Another naming issue is the desire for methods to be uniquely classified. That makes things tidier, and was almost certainly one of the goals motivating the Legitimate Methods Committee when it first set about classifying and renaming methods. Since then great care has always been taken to maintain separation between categories whenever a new classification was added. As a result when you ring a new method although you can give it any (unused) specific name you like, the classification rules determine its family name (Plain, Surprise, Differential, etc). That works pretty well almost all of the time because most people broadly want to ring the same sort of things that have already been rung. But it can cause problems when ringers want to do something new and conceptually different.
As we saw in the previous article the strict classification system can force some methods to be categorised – and hence named – in ways that may not reflect the intention of those who created them, by forcing ‘round pegs into square holes’ and maybe forcing a family of round pegs into several different square holes.
If we went back to basics there are two completely different ways we could think about naming and categorising methods.
Option A (what we have now) starts with methods that exist in their own right. Composers select methods to build their compositions from the publicly available repertoire. If they want to use new methods then they add them to the public repertoire.
Option B starts with compositions. Composers structure their compositions using various components, and name the components to make their compositions easier to learn and ring. Where composers use the same components as other composers have done they re-use the names to make things simpler for themselves as well as for ringers and conductors but otherwise they give suitable names to any components that don’t already have a name in common use.
Although these options are radically different in concept, in practice there is a huge amount of overlap assuming that everyone has ready access to lists of methods/components that have already been given names. The observable behaviour under the two regimes (give or take any mistakes) will be identical as long as composers stick to types of method that have already been defined.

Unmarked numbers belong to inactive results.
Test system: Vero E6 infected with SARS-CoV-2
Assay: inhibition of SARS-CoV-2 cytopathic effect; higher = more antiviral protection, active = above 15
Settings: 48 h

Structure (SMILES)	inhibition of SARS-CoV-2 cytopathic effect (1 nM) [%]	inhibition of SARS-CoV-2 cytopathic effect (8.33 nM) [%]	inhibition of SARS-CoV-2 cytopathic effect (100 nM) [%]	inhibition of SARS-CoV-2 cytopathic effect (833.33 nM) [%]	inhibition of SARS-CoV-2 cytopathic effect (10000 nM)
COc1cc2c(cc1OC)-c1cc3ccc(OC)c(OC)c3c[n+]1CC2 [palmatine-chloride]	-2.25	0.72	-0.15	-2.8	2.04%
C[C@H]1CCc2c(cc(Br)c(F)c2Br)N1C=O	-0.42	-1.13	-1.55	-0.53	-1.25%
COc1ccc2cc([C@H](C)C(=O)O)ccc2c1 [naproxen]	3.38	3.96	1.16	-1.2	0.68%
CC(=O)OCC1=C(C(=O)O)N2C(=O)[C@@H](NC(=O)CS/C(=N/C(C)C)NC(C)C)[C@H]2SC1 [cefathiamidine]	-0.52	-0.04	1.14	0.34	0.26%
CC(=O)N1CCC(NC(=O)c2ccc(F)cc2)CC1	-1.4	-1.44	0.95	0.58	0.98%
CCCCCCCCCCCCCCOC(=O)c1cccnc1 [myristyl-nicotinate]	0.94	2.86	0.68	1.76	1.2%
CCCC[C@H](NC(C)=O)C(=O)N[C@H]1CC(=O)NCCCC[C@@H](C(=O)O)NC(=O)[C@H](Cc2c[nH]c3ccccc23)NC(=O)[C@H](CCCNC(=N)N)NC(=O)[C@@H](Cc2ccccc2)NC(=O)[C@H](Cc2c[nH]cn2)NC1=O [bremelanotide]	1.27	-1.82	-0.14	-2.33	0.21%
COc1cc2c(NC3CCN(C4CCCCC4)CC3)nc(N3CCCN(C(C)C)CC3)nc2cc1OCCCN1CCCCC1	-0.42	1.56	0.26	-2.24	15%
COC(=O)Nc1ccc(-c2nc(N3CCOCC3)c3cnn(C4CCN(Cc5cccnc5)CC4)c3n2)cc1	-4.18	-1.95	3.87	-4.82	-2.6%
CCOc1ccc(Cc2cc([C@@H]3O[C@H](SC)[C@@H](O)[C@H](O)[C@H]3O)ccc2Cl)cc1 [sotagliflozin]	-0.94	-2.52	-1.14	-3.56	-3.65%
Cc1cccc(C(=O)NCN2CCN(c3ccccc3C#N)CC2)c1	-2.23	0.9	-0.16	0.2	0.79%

The difference comes when composers use components of types that haven’t already been defined. With no precedent to follow the composer will describe the new components in whatever way seems most logical, and will generally reflect the nature of the new components in the way they are named (for example the link methods mentioned in the previous article).
If other composers follow suit with similar compositions using the new type of component, and the naming makes sense, then they are likely to follow it (because it makes life simpler for them and for everyone else).
Option B may seem strange to us, partly because it is different from what we are used to and partly because in most ‘ordinary’ ringing we just ring plain courses or touches so simple that the composition seems incidental, so we focus on the methods. But is ‘ordinary’ ringing, which invariably involves the same old methods, a good guide for how to handle innovation, which is not ‘ordinary’?
In this article I have tried to dig beneath the skin of naming and classification, seeking insights that might be helpful when trying to resolve the clashes between the desire for rigid classification on the one hand and the need for a better approach to handling innovation on the other. To a significant degree this seems to hang on what things are called.
In the next article I will look at the problems of extension, where related methods at different stages share a name.
John Harrison 2016 (Cartoon by Yvonne Hall)
See the current Decisions . Article first published in The Ringing World in 2016